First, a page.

Wednesday, 7 July 2010

fingers on the button

The year is 2033. The UK is in crisis. You are in charge of your city.

That's the invitation from Metis Arts in their new production 3rd Ring Out. Rehearsing The Future by Zoe Svendsen and Simon Daw.

Members of the audience sit in a container, next to the Royal Observatory, Greenwich, and two actors keep the audience updated with news about how the climate crisis is developing. Each audience member has to take a number of decisions (there are green, blue and red buttons to press) and these decisions affect the way the story unfolds. There's no conferring.

On the screens there's an impressive stream of updates on the situation outside, via news bulletins, videocam interviews, and tweets. In front of us, there's a map of the area for which we're responsible (see pic).  This is the area immediately outside the container. One of the remarkable things about 3rd Ring Out is that there have been separate scenarios designed for the production as it has toured locations in Cambridge, Ipswich, Norwich, Newcastle and London.

In taking on this subject, Svendsen and Daw have set themselves three big challenges. One is to dramatise the subject of climate change. The second is to combine, in a realistic way, digital technology with live performance. The third is to use the audience as participants. There's a lot going on there.

The two performers, Pradeep Jey and Sarah Belcher, deftly steer the audience through the disaster scenario as it develops and the clever use of a range of media tools brings home the grim variety of climate impacts - literally home for the local members of the audience: flooding, food shortages, fires, civil unrest, refugees. But our response is double-edged. Since this is a piece of theatre we love it when the news gets really bad - it's more entertaining. The sparkiness of the cast's delivery also ensured that more nuanced responses to the questions raised had to wait till the show was over.

If Svendsen and Daw develop this approach, which I hope they do, because what they've achieved shows how rich the possibilities are, it would be fascinating to experience another scenario that had a very tight focus, followed a single issue perhaps, drew out the complications involved, empowered members of the audience with the ability to negotiate, and built to one key decision.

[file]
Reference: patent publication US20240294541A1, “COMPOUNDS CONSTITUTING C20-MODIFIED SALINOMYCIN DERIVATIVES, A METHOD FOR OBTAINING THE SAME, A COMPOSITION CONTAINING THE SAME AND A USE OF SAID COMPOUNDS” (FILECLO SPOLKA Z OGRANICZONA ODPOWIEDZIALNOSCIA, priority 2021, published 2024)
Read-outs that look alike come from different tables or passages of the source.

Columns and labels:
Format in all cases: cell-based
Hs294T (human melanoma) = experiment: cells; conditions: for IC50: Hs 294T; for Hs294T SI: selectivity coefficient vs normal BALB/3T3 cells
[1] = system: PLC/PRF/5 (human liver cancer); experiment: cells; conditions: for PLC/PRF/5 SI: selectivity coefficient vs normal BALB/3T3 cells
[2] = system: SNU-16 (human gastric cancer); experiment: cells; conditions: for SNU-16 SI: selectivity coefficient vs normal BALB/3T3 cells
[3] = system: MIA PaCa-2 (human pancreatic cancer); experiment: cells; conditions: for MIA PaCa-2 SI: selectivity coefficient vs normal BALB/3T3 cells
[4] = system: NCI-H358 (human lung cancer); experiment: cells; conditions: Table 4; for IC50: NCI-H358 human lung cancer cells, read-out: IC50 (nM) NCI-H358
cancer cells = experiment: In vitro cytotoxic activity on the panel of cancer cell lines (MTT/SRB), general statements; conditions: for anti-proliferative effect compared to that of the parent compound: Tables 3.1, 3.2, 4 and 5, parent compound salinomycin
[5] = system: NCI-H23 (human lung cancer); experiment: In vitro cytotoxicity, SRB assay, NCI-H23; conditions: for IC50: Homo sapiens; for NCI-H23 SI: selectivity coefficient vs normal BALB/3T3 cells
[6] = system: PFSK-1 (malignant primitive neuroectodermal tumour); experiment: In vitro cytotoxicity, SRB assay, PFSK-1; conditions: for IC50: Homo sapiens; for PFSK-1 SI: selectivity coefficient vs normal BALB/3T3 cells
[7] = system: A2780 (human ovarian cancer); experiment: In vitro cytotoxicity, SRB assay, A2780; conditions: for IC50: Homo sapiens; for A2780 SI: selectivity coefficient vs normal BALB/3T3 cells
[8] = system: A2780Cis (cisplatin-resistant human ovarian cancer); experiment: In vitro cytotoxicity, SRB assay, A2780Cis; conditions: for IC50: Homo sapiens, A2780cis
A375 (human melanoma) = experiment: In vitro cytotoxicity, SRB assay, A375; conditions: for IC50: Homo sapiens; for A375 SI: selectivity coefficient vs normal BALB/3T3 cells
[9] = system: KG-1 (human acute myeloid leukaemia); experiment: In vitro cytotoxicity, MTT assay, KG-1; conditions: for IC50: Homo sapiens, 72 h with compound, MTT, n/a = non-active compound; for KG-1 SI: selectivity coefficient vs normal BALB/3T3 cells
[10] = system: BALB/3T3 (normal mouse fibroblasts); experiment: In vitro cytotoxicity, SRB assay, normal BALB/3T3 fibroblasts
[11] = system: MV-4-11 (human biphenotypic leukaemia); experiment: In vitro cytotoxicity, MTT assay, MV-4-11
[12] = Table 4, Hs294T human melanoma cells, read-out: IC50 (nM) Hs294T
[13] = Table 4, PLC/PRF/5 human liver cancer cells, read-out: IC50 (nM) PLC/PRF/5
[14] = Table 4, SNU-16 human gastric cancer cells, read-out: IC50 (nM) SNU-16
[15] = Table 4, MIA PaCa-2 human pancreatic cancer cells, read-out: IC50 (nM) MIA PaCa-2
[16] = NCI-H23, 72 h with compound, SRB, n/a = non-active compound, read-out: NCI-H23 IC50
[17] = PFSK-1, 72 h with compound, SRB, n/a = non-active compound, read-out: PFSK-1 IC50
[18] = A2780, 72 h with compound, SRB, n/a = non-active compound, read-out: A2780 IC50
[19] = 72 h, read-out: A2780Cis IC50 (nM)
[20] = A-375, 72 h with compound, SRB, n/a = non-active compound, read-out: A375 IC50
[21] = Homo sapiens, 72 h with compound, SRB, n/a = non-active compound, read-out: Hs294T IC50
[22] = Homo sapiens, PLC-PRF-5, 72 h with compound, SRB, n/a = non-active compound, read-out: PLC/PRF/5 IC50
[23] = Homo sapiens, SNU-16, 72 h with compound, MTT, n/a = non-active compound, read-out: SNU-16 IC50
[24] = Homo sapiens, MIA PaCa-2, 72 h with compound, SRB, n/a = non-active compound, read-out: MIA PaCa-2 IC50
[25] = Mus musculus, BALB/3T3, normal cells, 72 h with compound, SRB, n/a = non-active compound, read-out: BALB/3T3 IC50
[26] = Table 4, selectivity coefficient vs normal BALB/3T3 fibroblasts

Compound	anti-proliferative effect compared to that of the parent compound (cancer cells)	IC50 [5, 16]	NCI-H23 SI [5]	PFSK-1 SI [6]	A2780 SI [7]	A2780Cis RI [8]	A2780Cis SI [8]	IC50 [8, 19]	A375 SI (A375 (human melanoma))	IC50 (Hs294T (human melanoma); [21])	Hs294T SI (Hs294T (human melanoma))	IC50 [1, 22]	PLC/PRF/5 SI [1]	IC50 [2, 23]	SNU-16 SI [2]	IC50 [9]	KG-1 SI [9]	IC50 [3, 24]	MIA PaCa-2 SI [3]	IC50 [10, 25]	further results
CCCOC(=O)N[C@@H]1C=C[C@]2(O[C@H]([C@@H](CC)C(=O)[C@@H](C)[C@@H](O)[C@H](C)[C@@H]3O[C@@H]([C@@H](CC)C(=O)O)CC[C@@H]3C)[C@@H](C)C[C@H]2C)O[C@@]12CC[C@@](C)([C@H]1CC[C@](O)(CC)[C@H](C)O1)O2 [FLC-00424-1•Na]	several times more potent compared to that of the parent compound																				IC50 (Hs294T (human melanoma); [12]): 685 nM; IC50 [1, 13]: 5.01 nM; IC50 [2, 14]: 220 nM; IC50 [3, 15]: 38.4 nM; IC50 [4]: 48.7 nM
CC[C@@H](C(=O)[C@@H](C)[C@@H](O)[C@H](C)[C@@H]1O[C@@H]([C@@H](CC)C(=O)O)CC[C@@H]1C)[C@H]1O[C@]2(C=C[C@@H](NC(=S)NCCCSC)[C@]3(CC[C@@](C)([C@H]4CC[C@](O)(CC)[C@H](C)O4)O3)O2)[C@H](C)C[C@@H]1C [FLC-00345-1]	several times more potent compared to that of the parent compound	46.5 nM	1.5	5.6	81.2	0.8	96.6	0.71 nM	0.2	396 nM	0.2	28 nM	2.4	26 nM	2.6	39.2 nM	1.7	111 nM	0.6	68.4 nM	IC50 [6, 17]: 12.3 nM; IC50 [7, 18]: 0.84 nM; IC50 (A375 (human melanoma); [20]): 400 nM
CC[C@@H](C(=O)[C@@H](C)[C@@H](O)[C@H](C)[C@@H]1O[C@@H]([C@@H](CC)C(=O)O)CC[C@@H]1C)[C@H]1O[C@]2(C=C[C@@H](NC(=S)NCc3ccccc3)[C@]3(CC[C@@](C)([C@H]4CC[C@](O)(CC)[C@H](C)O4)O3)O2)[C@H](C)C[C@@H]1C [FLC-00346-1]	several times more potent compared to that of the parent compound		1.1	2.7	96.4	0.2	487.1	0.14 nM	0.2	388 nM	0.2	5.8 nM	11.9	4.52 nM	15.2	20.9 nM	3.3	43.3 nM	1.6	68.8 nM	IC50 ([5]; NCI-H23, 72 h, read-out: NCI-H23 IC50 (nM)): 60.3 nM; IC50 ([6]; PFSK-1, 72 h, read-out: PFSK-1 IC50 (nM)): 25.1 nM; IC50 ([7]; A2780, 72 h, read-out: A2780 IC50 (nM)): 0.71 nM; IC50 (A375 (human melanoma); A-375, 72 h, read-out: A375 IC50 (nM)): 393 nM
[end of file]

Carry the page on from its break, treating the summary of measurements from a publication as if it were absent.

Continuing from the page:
Easy enough to suggest, of course, and very hard to achieve. But one of the pleasures of 3rd Ring Out was imagining how much further they could take this kind of audience involvement.

3rd Ring Out is a Tipping Point commission.
Lyn Gardner's review in the Guardian (***), followed by 12 comments that range from 'an absolutely unique experience' and 'incredibly inventive' to 'I wanted the play to offer more solutions'.


  1. I agree, Robert; a really stimulating approach with the potential to develop in numerous ways. The notion of opening the 'audience' up to real discussion is very intriguing, though it has obvious challenges in terms of time and establishing an agreed starting point.

    I also thought the approach of taking the future for granted, as it were, neatly side-stepped skeptic/denier territory - though it didn't COMPLETELY work with one person who was part of my performance; at the end he had to be persuaded to stay on by his wife!

    I felt a bit overwhelmed with material about which to make decisions; I suspect less would be more. But that is a small point - congratulations all round, for originality and quality of delivery, not least to the excellent performers.

  2. I haven't seen the play, 3rd Ring Out, but I'm very intrigued. Does the play have to be set in a city on a river? What would transpire if it took place, say, in the San Francisco Bay Area, the heart of Silicon Valley? Are there any plans for it to tour to the States?

  3. Or Dallas, Texas - inland, not on a river, population of six million, and one of the busiest airports in the world. How would a climate change scenario unfold there?

  4. My tweet on leaving the pod: 'clever, interesting, sometimes funny', and feels that way still a couple of weeks after attending the Cambridge performance. Huge investment of effort in design and routes through the material. I'd been involved in early conversations with the directors about what we might anticipate as likely climate impacts a few decades out so was very curious to see how the 3rd Ring Out team would cope with this very slippery topic.
    Been wondering how some of the inventiveness here could be scaled up, particularly for use in schools. The performed drama elements and high investment in the designed setting are difficult to scale, but the scenario scripts, combined with principle of thinking through and debating actions as participant-audience could be? The production is very (human) resource intensive and I wonder what you could do with a script, some multi media and a classroom. One for geog and english/media teachers to collaborate on in those tricky last weeks of summer term? Indeed now wondering if we wouldn't have felt more 'in role' in terms of civil defence planning, if we'd been put in a dingy council office or tatty classroom. The design moves were very cute and well considered, but not as central as the provocations around scenarios in the script? PS: I attended with councillors and officers. Very funny. A performance in itself.